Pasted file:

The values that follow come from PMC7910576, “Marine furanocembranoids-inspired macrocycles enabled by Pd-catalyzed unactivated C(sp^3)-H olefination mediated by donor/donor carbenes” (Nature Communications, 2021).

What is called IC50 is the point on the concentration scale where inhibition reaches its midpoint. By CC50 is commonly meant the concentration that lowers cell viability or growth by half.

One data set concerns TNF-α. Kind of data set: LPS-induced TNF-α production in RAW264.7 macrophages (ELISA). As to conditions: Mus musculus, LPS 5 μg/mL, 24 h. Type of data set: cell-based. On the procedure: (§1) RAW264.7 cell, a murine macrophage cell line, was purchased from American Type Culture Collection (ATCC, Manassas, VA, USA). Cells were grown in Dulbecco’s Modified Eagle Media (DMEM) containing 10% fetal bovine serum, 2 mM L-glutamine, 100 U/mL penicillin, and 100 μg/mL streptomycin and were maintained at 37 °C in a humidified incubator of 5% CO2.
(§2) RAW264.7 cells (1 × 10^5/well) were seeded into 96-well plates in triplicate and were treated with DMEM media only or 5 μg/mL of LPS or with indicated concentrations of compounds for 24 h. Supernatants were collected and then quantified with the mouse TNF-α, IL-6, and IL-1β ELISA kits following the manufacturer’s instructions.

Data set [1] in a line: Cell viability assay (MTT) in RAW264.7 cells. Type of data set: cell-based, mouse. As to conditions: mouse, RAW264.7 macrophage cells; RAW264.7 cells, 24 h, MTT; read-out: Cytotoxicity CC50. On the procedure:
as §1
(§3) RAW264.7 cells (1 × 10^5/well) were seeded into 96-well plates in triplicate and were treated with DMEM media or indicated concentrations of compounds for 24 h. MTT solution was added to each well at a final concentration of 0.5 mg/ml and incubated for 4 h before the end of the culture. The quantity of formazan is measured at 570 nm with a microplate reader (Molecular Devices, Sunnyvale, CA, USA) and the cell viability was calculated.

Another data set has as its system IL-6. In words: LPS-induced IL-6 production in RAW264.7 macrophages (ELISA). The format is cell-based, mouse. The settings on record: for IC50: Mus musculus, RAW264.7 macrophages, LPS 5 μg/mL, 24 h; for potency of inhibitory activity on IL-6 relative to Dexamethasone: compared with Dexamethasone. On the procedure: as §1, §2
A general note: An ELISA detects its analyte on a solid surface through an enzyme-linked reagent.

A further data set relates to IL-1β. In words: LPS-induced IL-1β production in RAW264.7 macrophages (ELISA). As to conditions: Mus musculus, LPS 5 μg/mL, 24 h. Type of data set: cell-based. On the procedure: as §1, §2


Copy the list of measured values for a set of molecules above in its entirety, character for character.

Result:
The values that follow come from PMC7910576, “Marine furanocembranoids-inspired macrocycles enabled by Pd-catalyzed unactivated C(sp^3)-H olefination mediated by donor/donor carbenes” (Nature Communications, 2021).

What is called IC50 is the point on the concentration scale where inhibition reaches its midpoint. By CC50 is commonly meant the concentration that lowers cell viability or growth by half.

One data set concerns TNF-α. Kind of data set: LPS-induced TNF-α production in RAW264.7 macrophages (ELISA). As to conditions: Mus musculus, LPS 5 μg/mL, 24 h. Type of data set: cell-based. On the procedure: (§1) RAW264.7 cell, a murine macrophage cell line, was purchased from American Type Culture Collection (ATCC, Manassas, VA, USA). Cells were grown in Dulbecco’s Modified Eagle Media (DMEM) containing 10% fetal bovine serum, 2 mM L-glutamine, 100 U/mL penicillin, and 100 μg/mL streptomycin and were maintained at 37 °C in a humidified incubator of 5% CO2.
(§2) RAW264.7 cells (1 × 10^5/well) were seeded into 96-well plates in triplicate and were treated with DMEM media only or 5 μg/mL of LPS or with indicated concentrations of compounds for 24 h. Supernatants were collected and then quantified with the mouse TNF-α, IL-6, and IL-1β ELISA kits following the manufacturer’s instructions.

Data set [1] in a line: Cell viability assay (MTT) in RAW264.7 cells. Type of data set: cell-based, mouse. As to conditions: mouse, RAW264.7 macrophage cells; RAW264.7 cells, 24 h, MTT; read-out: Cytotoxicity CC50. On the procedure:
as §1
(§3) RAW264.7 cells (1 × 10^5/well) were seeded into 96-well plates in triplicate and were treated with DMEM media or indicated concentrations of compounds for 24 h. MTT solution was added to each well at a final concentration of 0.5 mg/ml and incubated for 4 h before the end of the culture. The quantity of formazan is measured at 570 nm with a microplate reader (Molecular Devices, Sunnyvale, CA, USA) and the cell viability was calculated.

Another data set has as its system IL-6. In words: LPS-induced IL-6 production in RAW264.7 macrophages (ELISA). The format is cell-based, mouse. The settings on record: for IC50: Mus musculus, RAW264.7 macrophages, LPS 5 μg/mL, 24 h; for potency of inhibitory activity on IL-6 relative to Dexamethasone: compared with Dexamethasone. On the procedure: as §1, §2
A general note: An ELISA detects its analyte on a solid surface through an enzyme-linked reagent.

A further data set relates to IL-1β. In words: LPS-induced IL-1β production in RAW264.7 macrophages (ELISA). As to conditions: Mus musculus, LPS 5 μg/mL, 24 h. Type of data set: cell-based. On the procedure: as §1, §2